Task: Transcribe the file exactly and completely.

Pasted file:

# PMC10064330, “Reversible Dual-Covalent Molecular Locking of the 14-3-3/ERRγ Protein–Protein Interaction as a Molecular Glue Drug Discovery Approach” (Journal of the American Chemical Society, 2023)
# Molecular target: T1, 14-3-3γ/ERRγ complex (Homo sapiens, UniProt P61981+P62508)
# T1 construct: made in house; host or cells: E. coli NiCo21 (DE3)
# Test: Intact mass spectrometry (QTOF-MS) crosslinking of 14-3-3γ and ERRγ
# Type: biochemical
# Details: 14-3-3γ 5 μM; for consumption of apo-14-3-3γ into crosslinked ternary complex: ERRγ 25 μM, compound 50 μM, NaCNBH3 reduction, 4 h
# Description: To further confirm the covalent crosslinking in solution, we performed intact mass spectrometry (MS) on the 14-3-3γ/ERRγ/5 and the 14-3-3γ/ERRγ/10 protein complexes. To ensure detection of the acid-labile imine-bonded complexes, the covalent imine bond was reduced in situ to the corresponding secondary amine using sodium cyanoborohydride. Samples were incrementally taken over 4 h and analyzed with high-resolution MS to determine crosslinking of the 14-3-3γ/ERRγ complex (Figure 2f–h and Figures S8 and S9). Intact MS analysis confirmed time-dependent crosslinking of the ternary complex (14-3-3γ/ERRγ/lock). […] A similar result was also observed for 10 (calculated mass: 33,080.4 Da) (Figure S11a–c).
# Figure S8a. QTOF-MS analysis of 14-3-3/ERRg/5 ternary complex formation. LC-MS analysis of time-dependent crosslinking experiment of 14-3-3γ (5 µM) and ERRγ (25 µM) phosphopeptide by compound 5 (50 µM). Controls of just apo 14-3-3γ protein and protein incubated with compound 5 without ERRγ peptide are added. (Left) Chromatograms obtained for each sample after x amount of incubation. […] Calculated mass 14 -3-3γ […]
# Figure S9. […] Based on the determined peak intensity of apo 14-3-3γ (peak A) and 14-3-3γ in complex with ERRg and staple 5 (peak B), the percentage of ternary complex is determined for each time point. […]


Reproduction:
# PMC10064330, “Reversible Dual-Covalent Molecular Locking of the 14-3-3/ERRγ Protein–Protein Interaction as a Molecular Glue Drug Discovery Approach” (Journal of the American Chemical Society, 2023)
# Molecular target: T1, 14-3-3γ/ERRγ complex (Homo sapiens, UniProt P61981+P62508)
# T1 construct: made in house; host or cells: E. coli NiCo21 (DE3)
# Test: Intact mass spectrometry (QTOF-MS) crosslinking of 14-3-3γ and ERRγ
# Type: biochemical
# Details: 14-3-3γ 5 μM; for consumption of apo-14-3-3γ into crosslinked ternary complex: ERRγ 25 μM, compound 50 μM, NaCNBH3 reduction, 4 h
# Description: To further confirm the covalent crosslinking in solution, we performed intact mass spectrometry (MS) on the 14-3-3γ/ERRγ/5 and the 14-3-3γ/ERRγ/10 protein complexes. To ensure detection of the acid-labile imine-bonded complexes, the covalent imine bond was reduced in situ to the corresponding secondary amine using sodium cyanoborohydride. Samples were incrementally taken over 4 h and analyzed with high-resolution MS to determine crosslinking of the 14-3-3γ/ERRγ complex (Figure 2f–h and Figures S8 and S9). Intact MS analysis confirmed time-dependent crosslinking of the ternary complex (14-3-3γ/ERRγ/lock). […] A similar result was also observed for 10 (calculated mass: 33,080.4 Da) (Figure S11a–c).
# Figure S8a. QTOF-MS analysis of 14-3-3/ERRg/5 ternary complex formation. LC-MS analysis of time-dependent crosslinking experiment of 14-3-3γ (5 µM) and ERRγ (25 µM) phosphopeptide by compound 5 (50 µM). Controls of just apo 14-3-3γ protein and protein incubated with compound 5 without ERRγ peptide are added. (Left) Chromatograms obtained for each sample after x amount of incubation. […] Calculated mass 14 -3-3γ […]
# Figure S9. […] Based on the determined peak intensity of apo 14-3-3γ (peak A) and 14-3-3γ in complex with ERRg and staple 5 (peak B), the percentage of ternary complex is determined for each time point. […]